This course provides an overview of data mining and analysis and other techniques in Network Science. The course introduces students to network data analysis, including algorithms for the characterization and measurement of networks (centrality, decomposition, community analysis etc.); issues in sampling and statistical biases; visualization algorithms; and software tools. Students will learn about working with real-world network datasets.

Social Network Analysis*

This course provides the basic methodology, techniques and theory developed in the analysis of social networks. The course offers an overview of the research on networks in the social sciences, focusing on the literatures covering social influence, diffusion, and persuasion; social capital, and collective action, drawing from sociology, political science, and economics. Students will learn the tools of analysis — in R, Gephi, and Python — as well as the skills necessary for a social sciences approach to networks, such as causal inference and measurement.

Network Data Mining*

This course provides students with knowledge of specific data mining techniques of large scale information networks and large scale network datasets. The class focuses on network representations, different types of networks (document networks and the web, social networks, microblogging networks), community detection, search and topical locality in information networks, intelligent walks on a graph (smart web crawlers), similarity and link prediction, missing link discovery, node and edge classification, node attribute inference, ranking (HITS, pagerank), diffusion (viral prediction), privacy and re-identification.

* Students will select one of these two core courses, although the other may be taken as part of a concentration.

Courses within concentrations


PHYS 7305 Statistical Physics
PHYS 5318 Principles of Experimental Physics
PHYS 7321 Computational Physics
PHYS 7731 Biological Physics


MATH 7241 Probability I
MATH 7233 Graph Theory
MATH 7375 Topics in Topology
MATH 7733 Readings in Graph Theory


NRSG 5121 Epidemiology and Population Health
PHTH 5202 Epidemiology
PHTH 5224 Social Epidemiology

Political Science

POLS 7200 Perspectives on Social Science Inquiry
POLS 7201 Methods of Analysis
POLS 7202 Quantitative Techniques

Computational Science

CS5800 Algorithms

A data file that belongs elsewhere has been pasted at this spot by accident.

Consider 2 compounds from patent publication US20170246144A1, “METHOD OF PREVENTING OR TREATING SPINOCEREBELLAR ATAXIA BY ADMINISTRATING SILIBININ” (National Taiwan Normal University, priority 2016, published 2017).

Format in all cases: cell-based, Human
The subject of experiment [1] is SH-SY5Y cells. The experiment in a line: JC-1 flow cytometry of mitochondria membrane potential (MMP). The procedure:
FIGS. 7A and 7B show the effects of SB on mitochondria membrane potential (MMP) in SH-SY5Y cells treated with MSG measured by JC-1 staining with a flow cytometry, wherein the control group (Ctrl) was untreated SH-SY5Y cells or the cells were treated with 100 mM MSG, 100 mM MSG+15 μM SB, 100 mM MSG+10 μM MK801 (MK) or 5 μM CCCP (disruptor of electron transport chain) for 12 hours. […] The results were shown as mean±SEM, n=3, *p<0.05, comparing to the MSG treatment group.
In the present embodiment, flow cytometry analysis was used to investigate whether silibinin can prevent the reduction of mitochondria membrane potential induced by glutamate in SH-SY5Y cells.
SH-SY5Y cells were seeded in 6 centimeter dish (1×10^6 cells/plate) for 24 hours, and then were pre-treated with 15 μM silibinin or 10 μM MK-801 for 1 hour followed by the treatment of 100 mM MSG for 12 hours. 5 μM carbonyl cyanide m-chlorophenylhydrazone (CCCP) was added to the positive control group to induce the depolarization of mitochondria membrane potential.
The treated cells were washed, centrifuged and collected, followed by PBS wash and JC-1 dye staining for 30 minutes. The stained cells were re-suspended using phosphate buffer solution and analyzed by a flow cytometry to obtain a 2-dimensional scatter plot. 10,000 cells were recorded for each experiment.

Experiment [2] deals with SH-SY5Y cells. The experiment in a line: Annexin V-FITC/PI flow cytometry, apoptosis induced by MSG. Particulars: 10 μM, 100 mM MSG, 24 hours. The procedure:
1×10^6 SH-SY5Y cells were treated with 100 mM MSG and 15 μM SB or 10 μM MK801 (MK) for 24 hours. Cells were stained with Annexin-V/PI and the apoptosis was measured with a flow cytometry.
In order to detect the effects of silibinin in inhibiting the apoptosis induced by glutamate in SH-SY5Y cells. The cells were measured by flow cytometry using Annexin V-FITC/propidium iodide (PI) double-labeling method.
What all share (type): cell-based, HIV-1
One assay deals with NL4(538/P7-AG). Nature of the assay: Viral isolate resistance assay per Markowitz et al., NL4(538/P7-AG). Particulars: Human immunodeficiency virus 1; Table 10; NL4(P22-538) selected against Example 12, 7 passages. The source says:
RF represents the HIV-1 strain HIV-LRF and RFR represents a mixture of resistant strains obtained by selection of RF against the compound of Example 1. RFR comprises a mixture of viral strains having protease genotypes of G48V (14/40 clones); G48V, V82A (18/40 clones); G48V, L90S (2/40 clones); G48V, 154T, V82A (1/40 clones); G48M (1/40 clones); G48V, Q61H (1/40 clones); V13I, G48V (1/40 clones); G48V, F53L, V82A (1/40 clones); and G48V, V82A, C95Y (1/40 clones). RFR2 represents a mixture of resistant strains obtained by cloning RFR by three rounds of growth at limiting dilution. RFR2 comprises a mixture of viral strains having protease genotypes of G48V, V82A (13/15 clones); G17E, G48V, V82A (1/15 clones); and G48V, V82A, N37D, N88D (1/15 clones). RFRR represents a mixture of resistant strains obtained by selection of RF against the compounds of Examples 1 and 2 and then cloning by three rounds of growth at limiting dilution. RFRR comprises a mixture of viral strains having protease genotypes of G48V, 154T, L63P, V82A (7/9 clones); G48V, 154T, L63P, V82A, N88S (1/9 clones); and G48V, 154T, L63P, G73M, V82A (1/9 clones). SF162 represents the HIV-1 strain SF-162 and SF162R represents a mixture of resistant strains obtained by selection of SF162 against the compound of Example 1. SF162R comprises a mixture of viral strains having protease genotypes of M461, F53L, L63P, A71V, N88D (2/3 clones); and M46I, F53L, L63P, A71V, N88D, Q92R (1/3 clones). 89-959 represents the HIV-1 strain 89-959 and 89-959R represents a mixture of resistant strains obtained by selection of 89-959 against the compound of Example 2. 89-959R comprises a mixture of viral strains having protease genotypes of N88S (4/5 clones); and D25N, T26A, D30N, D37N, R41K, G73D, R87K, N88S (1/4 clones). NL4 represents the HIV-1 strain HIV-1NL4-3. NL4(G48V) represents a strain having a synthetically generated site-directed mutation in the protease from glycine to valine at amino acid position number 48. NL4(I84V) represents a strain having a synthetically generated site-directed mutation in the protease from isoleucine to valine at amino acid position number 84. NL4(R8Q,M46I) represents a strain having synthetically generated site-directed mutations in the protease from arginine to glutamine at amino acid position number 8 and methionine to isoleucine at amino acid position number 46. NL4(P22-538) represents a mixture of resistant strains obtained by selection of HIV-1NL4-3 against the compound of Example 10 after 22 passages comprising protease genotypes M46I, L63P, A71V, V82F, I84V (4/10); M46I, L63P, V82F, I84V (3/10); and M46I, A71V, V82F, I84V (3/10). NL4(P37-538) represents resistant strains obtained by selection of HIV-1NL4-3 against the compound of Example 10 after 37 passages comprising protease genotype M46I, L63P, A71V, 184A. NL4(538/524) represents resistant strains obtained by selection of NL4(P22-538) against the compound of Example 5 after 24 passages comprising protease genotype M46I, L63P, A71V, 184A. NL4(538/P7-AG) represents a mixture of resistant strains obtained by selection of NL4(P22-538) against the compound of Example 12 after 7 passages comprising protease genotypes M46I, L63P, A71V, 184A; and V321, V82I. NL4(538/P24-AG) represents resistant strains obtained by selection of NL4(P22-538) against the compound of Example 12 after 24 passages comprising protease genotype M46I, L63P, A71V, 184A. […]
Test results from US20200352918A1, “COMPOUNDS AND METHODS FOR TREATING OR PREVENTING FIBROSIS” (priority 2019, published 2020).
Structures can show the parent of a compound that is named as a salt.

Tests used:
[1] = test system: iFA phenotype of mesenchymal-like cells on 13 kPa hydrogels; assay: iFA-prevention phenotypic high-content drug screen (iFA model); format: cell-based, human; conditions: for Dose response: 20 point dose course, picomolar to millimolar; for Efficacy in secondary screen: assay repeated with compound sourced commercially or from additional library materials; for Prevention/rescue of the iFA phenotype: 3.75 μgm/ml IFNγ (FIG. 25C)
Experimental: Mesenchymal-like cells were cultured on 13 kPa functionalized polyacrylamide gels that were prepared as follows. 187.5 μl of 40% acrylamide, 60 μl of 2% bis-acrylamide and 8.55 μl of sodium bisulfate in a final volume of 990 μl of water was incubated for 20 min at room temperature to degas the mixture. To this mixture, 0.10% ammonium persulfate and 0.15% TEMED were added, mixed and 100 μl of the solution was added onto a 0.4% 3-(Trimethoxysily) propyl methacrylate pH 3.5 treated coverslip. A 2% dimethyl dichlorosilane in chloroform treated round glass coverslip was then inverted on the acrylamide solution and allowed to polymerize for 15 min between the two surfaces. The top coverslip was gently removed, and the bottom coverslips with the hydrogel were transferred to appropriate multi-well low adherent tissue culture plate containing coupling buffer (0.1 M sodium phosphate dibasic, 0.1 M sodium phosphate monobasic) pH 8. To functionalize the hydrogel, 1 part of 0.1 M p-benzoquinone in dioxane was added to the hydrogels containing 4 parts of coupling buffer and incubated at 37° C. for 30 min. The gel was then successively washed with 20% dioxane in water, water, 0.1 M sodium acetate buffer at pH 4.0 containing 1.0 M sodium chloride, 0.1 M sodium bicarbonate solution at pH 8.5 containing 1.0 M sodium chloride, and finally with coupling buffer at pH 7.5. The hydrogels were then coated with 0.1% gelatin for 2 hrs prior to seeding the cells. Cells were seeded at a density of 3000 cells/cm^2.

CS5200 Introduction to database systems
CS6240 Parallel Processing/Map Reducing
CS6220 Data Mining Techniques (Prereq: CS5800 or CS7800)
CS6140 Machine Learning (Prereq: CS5800 or CS7800)


Students will complete the following requirements:

Years 1 – 2

• Two foundational core courses in Network Science (Network Science Theory; Network Science Data)
• Three additional core courses tailored to disciplinary, substantive and individual goals (Social Network Analysis; Dynamical Processes in Complex Networks; Network Data Mining).
• Three courses in the student’s specific track or concentration.
• Two additional advanced research rotations with core faculty of the program.

Years 3 – 5

Students work on individual research projects.

Degree Candidacy

A student is considered a Ph.D. degree candidate upon meeting these conditions:
• Completion of core courses with a minimum GPA of 3.0 overall on the core courses, and
• Completion of the qualifying examination.
Degree candidacy will be awarded by the graduate school corresponding to the student’s home department.

Qualifying Examination

The qualifying examination consists of a two-part exam conducted by a committee of three Network Science Doctoral Program faculty members. The research core of the exam is fulfilled with the acceptance of a high-quality paper to a strong peer-reviewed conference or journal. The technical component of the exam is fulfilled when the student passes the Comprehensive Exam. This shall happen at least six months before the dissertation defense.

Comprehensive Exam

A Ph.D. student must submit a written dissertation proposal to the Dissertation Committee. The proposal should identify the research problem, the research plan and its potential impact on the field. A presentation of the proposal will be made in an open forum, and the student must successfully defend it before the Dissertation Committee. The Comprehensive exam must precede the final dissertation by at least a six months period.

Dissertation Advising

Each student must have one primary advisor from the Network Science Doctoral Program faculty

Dissertation Committee

The Committee must consist of at least 4 members: the dissertation advisor, one additional Network Science Doctoral program faculty member, one member expert in the specific topic of research, and one faculty member from the department in which the student will obtain their concentration. The dissertation advisor must be a full time member of the Northeastern University faculty.

Dissertation Advising

A Ph.D. student must complete and defend a dissertation that involves original research in Network Science.


We expect applications from talented students from around the world with strong interdisciplinary interests.The priority application deadline for Fall 2016 is February 1, 2016. Applications received after February 1st may be considered, depending on space availability. The following material must be included as part of your application:

• Personal Statement
• Transcripts from all institutions attended
• 3 letters of recommendation
• Proof of English proficiency (TOEFL exam with a minimum score of 100 or a degree earned at an institution where English is the medium of instruction).

The TOEFL and GRE scores should be sent to the College of Science. The institution code for College of Science is 3682.

Financial Support

The financial support typically awarded to qualified applicants includes a tuition waiver, health insurance, and a stipend; for a total award value of approximately $63,000. This award amount is subject to change. Student’s responsibilities for the first year of the program are determined as part of the admission and enrollment process, and can include both teaching and/or research opportunities.


To begin the application process, please go to the application portal. Applications are due February 1 for a Fall start.


For further information, please direct inquiries to Mark Giannini.

An overview of the program and application requirements can be found on this flyer: Call for Applications